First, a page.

Willa brushed over the stain and the vibrations from that terrible memory jumped up her arms, echoed through her bones. She pulled away on instinct, the sensation like a rush of current from touching the frayed cord of a lamp or appliance. Her stomach knotted. A sour taste broke on her tongue. Her gorge rose. Willa dropped the brush, not caring if the paint splattered the floor—it was a squishy laminate that had been poorly laid.
Doubled over, a foul burp clawed up her throat. Thick tears clotted in Willa’s eyes. A conversation from that time whispered in her ears.
All night long, screaming—like they were killing each other.
What do you expect me to do?
Since you’re in charge, why don’t you stop it? I’d like to get some sleep.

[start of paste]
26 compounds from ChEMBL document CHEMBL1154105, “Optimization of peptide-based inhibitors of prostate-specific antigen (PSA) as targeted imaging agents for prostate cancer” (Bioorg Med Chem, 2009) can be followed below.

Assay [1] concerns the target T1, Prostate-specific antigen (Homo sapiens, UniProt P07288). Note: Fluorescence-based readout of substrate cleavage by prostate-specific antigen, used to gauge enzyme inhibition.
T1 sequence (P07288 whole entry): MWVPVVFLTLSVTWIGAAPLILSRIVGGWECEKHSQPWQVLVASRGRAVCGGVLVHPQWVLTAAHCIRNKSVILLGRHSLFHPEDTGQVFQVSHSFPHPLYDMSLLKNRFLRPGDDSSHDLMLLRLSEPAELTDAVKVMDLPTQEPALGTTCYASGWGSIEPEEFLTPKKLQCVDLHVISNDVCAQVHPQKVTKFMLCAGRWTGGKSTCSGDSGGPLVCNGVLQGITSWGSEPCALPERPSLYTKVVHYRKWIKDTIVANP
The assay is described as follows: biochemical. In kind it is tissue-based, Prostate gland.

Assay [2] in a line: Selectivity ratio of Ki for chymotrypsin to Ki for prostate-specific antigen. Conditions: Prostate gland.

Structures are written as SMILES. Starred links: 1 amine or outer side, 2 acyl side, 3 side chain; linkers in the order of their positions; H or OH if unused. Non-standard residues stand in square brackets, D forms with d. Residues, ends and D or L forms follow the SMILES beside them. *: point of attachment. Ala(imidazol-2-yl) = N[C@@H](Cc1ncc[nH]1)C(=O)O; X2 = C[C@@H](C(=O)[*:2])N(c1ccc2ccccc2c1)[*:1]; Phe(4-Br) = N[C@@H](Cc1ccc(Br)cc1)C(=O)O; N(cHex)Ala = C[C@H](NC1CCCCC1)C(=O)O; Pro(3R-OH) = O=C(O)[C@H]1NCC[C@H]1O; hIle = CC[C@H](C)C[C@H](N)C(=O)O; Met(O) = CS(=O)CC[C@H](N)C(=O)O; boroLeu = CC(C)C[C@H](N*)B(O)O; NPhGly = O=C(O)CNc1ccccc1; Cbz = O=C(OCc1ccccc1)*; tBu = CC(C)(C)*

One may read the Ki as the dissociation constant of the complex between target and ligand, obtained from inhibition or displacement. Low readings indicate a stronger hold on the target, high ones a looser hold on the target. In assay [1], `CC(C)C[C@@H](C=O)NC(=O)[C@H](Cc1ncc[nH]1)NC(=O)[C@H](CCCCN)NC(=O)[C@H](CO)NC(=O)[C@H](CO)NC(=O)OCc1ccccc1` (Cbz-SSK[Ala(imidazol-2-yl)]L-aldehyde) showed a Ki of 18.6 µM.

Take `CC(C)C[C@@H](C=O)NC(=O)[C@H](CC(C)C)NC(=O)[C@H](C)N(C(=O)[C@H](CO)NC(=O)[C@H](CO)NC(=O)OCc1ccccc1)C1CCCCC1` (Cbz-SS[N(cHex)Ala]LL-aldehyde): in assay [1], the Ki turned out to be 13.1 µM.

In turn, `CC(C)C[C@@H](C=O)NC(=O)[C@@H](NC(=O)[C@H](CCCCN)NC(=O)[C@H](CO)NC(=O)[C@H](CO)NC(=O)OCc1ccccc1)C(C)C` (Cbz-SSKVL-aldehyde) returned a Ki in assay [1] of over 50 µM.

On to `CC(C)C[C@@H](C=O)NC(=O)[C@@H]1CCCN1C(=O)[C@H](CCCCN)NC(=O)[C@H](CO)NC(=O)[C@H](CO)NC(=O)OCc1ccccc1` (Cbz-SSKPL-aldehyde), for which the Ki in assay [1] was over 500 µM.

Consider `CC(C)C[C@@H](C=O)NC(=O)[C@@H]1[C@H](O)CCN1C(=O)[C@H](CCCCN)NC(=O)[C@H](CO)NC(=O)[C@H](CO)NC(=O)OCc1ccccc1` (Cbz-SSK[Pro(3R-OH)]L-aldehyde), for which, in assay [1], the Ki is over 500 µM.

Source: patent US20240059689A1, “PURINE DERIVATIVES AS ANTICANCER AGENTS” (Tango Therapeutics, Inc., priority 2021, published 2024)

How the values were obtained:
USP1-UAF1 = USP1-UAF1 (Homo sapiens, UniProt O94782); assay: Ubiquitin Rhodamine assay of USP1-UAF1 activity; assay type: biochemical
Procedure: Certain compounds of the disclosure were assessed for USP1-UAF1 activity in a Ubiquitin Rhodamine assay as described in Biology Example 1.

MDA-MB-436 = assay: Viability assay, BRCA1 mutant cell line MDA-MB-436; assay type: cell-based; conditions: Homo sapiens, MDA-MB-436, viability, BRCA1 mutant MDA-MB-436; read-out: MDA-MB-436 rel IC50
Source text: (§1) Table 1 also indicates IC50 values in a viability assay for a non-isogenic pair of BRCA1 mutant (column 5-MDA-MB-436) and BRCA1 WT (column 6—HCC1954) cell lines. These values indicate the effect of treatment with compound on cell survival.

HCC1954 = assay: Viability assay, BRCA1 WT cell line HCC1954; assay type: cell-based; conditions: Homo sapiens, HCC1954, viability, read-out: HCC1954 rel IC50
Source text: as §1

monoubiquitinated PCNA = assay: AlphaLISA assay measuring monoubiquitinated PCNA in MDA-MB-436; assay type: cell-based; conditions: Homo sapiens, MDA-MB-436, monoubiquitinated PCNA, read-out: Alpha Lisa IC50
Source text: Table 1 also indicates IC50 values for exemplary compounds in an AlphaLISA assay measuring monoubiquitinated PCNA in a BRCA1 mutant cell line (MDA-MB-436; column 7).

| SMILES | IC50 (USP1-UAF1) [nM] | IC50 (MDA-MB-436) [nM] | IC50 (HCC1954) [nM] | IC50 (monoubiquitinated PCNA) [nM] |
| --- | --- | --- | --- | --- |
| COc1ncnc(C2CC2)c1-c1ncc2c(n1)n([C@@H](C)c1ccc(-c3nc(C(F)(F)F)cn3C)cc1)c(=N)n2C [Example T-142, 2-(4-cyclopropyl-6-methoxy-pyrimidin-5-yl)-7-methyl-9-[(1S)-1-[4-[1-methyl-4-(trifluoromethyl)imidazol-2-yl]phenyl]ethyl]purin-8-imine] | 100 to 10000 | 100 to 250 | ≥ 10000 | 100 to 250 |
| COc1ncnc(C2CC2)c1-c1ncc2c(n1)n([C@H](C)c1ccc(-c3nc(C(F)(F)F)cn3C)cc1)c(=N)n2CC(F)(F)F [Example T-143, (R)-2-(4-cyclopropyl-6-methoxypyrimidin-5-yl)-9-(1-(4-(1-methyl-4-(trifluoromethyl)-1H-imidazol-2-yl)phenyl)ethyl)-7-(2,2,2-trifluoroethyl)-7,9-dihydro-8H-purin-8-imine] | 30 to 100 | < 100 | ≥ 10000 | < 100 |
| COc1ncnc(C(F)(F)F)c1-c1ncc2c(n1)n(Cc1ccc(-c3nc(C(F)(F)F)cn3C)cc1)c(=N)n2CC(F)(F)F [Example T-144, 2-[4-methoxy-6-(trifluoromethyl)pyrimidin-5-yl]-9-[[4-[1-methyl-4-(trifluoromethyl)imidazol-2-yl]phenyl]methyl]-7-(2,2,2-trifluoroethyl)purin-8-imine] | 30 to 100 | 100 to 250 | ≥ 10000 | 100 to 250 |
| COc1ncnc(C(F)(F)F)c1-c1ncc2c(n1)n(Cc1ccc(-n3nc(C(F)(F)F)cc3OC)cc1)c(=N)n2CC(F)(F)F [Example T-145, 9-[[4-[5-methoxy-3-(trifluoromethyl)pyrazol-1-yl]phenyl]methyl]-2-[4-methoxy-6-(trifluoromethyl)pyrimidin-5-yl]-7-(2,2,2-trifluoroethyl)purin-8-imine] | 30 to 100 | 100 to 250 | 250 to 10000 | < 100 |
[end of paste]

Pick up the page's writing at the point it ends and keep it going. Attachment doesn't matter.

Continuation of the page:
Call the cops the next time World War III breaks out next door.
What about the toilet?
What about it?
Keeps running, doesn’t flush properly. Like there’s something clogging the pipes.
I’ll take a look at it.
Only his gaze had been on her ass when he’d promised to.
Willa recovered, wiped her eyes, rose. A few swipes of cold water from the bathroom sink to clean her palate, two more splashed on her face, and she was again composed. Though only ropes of spit floated in the toilet bowl, Willa flushed. The toilet took an encore of its weeks-long malady. She jiggled the handle. A gout of red liquid gushed into the bowl; there one moment, gone the next down the drain.
A cold and colorless November day brooded beyond the efficiency’s two windows. Willa drew the curtains. The weatherman had promised a light snow, but what actually fell was a frozen rain. Tiny flecks of ice pinged off the pavement and rangy trees outside the apartment building. It was the kind of day that left her wanting to crawl back into bed, to curl up into a fetal pose. Only that would leave her vulnerable. Both sides of the bed faced a different half of the wall where the evil from the apartment next door was bleeding through.